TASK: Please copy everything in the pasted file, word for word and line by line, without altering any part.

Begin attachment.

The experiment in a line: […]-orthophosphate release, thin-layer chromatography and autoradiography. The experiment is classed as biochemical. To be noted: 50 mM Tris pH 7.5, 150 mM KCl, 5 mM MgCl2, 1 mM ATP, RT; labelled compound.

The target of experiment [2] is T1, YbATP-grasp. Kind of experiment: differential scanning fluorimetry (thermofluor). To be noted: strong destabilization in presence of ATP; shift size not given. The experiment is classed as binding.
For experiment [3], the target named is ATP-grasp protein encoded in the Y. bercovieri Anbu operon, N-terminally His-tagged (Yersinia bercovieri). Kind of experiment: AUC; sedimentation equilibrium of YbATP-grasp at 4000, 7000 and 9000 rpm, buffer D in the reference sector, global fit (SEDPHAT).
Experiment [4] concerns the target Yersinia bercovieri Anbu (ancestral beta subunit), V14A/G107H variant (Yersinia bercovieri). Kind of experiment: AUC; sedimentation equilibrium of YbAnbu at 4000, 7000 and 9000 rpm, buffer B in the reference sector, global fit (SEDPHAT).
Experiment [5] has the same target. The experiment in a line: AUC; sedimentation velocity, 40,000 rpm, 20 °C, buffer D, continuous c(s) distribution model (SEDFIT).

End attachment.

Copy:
The experiment in a line: […]-orthophosphate release, thin-layer chromatography and autoradiography. The experiment is classed as biochemical. To be noted: 50 mM Tris pH 7.5, 150 mM KCl, 5 mM MgCl2, 1 mM ATP, RT; labelled compound.

The target of experiment [2] is T1, YbATP-grasp. Kind of experiment: differential scanning fluorimetry (thermofluor). To be noted: strong destabilization in presence of ATP; shift size not given. The experiment is classed as binding.
For experiment [3], the target named is ATP-grasp protein encoded in the Y. bercovieri Anbu operon, N-terminally His-tagged (Yersinia bercovieri). Kind of experiment: AUC; sedimentation equilibrium of YbATP-grasp at 4000, 7000 and 9000 rpm, buffer D in the reference sector, global fit (SEDPHAT).
Experiment [4] concerns the target Yersinia bercovieri Anbu (ancestral beta subunit), V14A/G107H variant (Yersinia bercovieri). Kind of experiment: AUC; sedimentation equilibrium of YbAnbu at 4000, 7000 and 9000 rpm, buffer B in the reference sector, global fit (SEDPHAT).
Experiment [5] has the same target. The experiment in a line: AUC; sedimentation velocity, 40,000 rpm, 20 °C, buffer D, continuous c(s) distribution model (SEDFIT).